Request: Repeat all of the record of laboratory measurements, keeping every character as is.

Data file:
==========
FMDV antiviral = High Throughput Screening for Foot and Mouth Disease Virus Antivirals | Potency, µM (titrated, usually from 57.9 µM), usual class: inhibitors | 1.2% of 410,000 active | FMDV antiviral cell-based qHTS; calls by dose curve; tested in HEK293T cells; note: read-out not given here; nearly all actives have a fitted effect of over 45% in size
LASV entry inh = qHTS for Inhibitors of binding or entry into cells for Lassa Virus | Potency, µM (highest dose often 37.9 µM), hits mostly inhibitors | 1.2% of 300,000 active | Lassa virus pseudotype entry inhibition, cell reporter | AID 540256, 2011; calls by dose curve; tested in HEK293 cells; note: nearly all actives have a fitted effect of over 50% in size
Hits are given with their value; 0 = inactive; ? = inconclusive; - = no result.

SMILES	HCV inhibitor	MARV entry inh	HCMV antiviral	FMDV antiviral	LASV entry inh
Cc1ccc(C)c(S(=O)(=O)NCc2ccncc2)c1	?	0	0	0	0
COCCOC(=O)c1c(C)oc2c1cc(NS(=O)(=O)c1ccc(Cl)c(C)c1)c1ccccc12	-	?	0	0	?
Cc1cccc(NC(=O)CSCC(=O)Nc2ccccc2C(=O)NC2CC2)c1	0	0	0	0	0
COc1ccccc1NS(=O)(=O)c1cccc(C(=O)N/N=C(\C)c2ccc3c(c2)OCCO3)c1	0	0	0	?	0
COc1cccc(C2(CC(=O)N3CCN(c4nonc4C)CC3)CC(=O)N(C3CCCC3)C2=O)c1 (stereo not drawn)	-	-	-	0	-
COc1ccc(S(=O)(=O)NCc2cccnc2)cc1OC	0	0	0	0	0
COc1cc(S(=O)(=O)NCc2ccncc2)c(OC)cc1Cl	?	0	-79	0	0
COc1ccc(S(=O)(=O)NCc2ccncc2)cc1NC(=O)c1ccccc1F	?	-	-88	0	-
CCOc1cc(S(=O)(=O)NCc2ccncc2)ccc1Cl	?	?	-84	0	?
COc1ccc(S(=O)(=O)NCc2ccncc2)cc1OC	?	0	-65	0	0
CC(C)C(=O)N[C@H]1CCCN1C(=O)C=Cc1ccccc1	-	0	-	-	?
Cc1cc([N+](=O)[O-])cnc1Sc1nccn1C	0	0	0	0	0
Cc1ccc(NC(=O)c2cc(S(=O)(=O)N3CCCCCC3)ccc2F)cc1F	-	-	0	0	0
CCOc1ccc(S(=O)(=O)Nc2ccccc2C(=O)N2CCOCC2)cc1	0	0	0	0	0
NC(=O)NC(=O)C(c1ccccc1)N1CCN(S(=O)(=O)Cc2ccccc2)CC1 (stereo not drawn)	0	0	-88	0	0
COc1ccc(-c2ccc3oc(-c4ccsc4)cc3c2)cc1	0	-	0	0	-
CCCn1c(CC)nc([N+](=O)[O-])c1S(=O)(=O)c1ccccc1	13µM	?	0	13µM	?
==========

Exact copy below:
FMDV antiviral = High Throughput Screening for Foot and Mouth Disease Virus Antivirals | Potency, µM (titrated, usually from 57.9 µM), usual class: inhibitors | 1.2% of 410,000 active | FMDV antiviral cell-based qHTS; calls by dose curve; tested in HEK293T cells; note: read-out not given here; nearly all actives have a fitted effect of over 45% in size
LASV entry inh = qHTS for Inhibitors of binding or entry into cells for Lassa Virus | Potency, µM (highest dose often 37.9 µM), hits mostly inhibitors | 1.2% of 300,000 active | Lassa virus pseudotype entry inhibition, cell reporter | AID 540256, 2011; calls by dose curve; tested in HEK293 cells; note: nearly all actives have a fitted effect of over 50% in size
Hits are given with their value; 0 = inactive; ? = inconclusive; - = no result.

SMILES	HCV inhibitor	MARV entry inh	HCMV antiviral	FMDV antiviral	LASV entry inh
Cc1ccc(C)c(S(=O)(=O)NCc2ccncc2)c1	?	0	0	0	0
COCCOC(=O)c1c(C)oc2c1cc(NS(=O)(=O)c1ccc(Cl)c(C)c1)c1ccccc12	-	?	0	0	?
Cc1cccc(NC(=O)CSCC(=O)Nc2ccccc2C(=O)NC2CC2)c1	0	0	0	0	0
COc1ccccc1NS(=O)(=O)c1cccc(C(=O)N/N=C(\C)c2ccc3c(c2)OCCO3)c1	0	0	0	?	0
COc1cccc(C2(CC(=O)N3CCN(c4nonc4C)CC3)CC(=O)N(C3CCCC3)C2=O)c1 (stereo not drawn)	-	-	-	0	-
COc1ccc(S(=O)(=O)NCc2cccnc2)cc1OC	0	0	0	0	0
COc1cc(S(=O)(=O)NCc2ccncc2)c(OC)cc1Cl	?	0	-79	0	0
COc1ccc(S(=O)(=O)NCc2ccncc2)cc1NC(=O)c1ccccc1F	?	-	-88	0	-
CCOc1cc(S(=O)(=O)NCc2ccncc2)ccc1Cl	?	?	-84	0	?
COc1ccc(S(=O)(=O)NCc2ccncc2)cc1OC	?	0	-65	0	0
CC(C)C(=O)N[C@H]1CCCN1C(=O)C=Cc1ccccc1	-	0	-	-	?
Cc1cc([N+](=O)[O-])cnc1Sc1nccn1C	0	0	0	0	0
Cc1ccc(NC(=O)c2cc(S(=O)(=O)N3CCCCCC3)ccc2F)cc1F	-	-	0	0	0
CCOc1ccc(S(=O)(=O)Nc2ccccc2C(=O)N2CCOCC2)cc1	0	0	0	0	0
NC(=O)NC(=O)C(c1ccccc1)N1CCN(S(=O)(=O)Cc2ccccc2)CC1 (stereo not drawn)	0	0	-88	0	0
COc1ccc(-c2ccc3oc(-c4ccsc4)cc3c2)cc1	0	-	0	0	-
CCCn1c(CC)nc([N+](=O)[O-])c1S(=O)(=O)c1ccccc1	13µM	?	0	13µM	?